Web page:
Texas Attorney General Greg Abbott is vowing to fight what he called an "outrageous" decision to give Nebraska multimillion-dollar tax breaks as part of a deal to get enough votes for the health care overhaul working its way through Congress.
Abbott, a Republican, said Wednesday that he and several other attorneys general will explore legal options in telephone meetings planned for next week. The coordinated attack from several Republican attorneys general, initiated in South Carolina, now includes officials in 10 states, Abbott said.
According to a list released by Abbott's office, the attorneys general in Alabama, Colorado, Michigan, North Dakota, Pennsylvania, South Carolina, Utah and Washington state, along with the attorney general-elect in Virginia, are also involved in the discussions.
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In addition, high-ranking Republicans in Georgia, New York and Tennessee — grabbing hold of a hot new political issue — have begun advocating that their states participate in a possible lawsuit.
Abbott said the provision, which helped win Nebraska Sen. Ben Nelson's vote on the massive health care bill, was unfair and possibly unconstitutional. It's part of a Senate bill that was approved Thursday morning.
"From a fundamental fairness perspective this is both wrong and outrageous," Abbott told The Associated Press in a telephone interview. "Usually when that is the case you can either find law that will support your position or a court who will agree with you."
Abbott said he and other attorneys general are preparing a legal analysis and plan to hold more telephone meetings early next week. He said the legal analysis was still in its "early stages" but characterized his fight against the measure as being on the "top of our list" of priorities heading into 2010.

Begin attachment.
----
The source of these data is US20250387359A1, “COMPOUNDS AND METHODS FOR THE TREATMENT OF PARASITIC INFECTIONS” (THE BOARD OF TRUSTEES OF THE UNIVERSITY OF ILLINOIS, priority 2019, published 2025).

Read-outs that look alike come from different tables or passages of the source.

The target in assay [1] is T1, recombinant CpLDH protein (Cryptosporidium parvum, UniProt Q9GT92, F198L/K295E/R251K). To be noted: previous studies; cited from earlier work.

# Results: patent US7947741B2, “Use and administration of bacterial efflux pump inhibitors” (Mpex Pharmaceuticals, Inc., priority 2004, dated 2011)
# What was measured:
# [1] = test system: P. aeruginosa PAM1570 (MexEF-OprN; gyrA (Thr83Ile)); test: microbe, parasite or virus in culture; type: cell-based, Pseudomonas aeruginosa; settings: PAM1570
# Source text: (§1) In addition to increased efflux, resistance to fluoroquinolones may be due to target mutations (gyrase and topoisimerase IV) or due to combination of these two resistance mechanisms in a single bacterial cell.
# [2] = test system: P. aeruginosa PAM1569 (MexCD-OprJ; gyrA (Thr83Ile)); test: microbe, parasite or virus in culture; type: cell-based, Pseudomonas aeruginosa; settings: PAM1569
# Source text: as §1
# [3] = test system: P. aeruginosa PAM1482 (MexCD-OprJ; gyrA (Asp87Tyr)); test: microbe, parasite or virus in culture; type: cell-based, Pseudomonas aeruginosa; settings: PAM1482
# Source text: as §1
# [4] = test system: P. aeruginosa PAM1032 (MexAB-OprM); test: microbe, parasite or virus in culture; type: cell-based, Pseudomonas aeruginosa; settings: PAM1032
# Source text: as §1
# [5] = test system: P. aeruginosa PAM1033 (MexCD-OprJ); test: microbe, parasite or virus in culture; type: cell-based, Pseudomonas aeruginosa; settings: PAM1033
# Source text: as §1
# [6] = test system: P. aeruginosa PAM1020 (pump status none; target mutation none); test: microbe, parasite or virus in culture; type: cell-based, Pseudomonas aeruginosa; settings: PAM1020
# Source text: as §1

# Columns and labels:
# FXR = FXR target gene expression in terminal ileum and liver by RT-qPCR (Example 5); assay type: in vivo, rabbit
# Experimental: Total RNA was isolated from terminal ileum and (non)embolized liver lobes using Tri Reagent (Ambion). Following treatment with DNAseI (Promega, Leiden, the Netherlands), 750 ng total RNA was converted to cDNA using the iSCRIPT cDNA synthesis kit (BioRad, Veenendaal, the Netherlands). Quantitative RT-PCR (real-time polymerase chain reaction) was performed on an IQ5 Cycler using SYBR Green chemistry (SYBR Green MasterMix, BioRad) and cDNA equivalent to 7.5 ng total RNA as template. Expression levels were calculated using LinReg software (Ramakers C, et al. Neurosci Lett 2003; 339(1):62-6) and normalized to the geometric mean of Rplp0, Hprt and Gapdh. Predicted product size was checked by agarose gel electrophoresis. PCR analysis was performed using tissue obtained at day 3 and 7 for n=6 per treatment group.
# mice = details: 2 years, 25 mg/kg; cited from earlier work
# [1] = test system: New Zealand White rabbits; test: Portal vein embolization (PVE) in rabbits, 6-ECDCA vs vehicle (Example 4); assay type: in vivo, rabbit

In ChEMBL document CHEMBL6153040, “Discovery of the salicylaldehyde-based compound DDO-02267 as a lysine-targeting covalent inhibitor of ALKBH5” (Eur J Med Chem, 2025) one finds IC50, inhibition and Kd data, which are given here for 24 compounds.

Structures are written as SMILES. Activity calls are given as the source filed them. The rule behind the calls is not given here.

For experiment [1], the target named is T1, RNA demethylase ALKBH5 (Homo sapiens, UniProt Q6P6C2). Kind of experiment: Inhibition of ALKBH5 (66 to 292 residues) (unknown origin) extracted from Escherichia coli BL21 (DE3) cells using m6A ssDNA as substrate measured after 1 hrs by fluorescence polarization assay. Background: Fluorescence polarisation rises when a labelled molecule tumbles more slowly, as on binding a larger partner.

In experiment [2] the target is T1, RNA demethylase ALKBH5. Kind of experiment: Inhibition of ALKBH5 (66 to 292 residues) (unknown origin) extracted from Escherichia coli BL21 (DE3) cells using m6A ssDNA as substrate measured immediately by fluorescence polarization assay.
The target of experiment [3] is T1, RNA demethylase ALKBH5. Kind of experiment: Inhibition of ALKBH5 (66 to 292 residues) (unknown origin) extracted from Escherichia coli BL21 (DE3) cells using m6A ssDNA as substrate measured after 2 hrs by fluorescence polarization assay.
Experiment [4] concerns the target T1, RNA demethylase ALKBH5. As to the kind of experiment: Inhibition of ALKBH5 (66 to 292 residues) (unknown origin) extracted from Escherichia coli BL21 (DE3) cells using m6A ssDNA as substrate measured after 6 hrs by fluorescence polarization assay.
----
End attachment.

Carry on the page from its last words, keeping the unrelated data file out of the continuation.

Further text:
"If it is upheld, then there really are no limitations in actions that Congress can take where literally they're taking taxpayer dollars from one state and giving it to another," Abbott said.
Republican critics of the measure are calling it the "Nebraska Compromise" and the "Cornhusker Kickback," a reference to the state's nickname. Nelson, Nebraska's lone Democrat in Congress, held out as fellow Democrats worked to get 60 votes to cut off a GOP filibuster and the bill was amended to shield Nebraska from the cost tied to expanding Medicaid programs.
Nelson has vigorously defended himself, saying he sought no special deal for Nebraska while chalking up the criticism to political opportunism and distortion. A call to his Washington office Wednesday landed into a voicemail box that was too full to receive messages.
The Nebraska provision has been estimated to cost between $45 million and $100 million in published reports.
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